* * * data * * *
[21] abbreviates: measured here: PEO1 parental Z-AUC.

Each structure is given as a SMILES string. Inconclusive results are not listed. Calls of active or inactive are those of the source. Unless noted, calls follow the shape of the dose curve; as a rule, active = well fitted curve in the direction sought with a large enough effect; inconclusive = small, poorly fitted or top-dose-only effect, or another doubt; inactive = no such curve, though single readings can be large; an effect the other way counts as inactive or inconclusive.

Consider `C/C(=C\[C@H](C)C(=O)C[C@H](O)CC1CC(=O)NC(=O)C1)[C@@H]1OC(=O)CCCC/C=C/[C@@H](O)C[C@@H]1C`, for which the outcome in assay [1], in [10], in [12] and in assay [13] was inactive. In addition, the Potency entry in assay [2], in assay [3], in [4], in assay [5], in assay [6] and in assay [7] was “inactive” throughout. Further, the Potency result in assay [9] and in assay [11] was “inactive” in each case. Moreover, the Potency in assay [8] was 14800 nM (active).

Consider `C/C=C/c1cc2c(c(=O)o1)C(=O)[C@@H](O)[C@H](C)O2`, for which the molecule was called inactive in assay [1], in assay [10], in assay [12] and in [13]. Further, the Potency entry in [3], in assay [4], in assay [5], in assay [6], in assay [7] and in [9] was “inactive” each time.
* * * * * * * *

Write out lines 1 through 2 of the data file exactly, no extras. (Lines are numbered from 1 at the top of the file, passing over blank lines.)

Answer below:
[21] abbreviates: measured here: PEO1 parental Z-AUC.

Each structure is given as a SMILES string. Inconclusive results are not listed. Calls of active or inactive are those of the source. Unless noted, calls follow the shape of the dose curve; as a rule, active = well fitted curve in the direction sought with a large enough effect; inconclusive = small, poorly fitted or top-dose-only effect, or another doubt; inactive = no such curve, though single readings can be large; an effect the other way counts as inactive or inconclusive.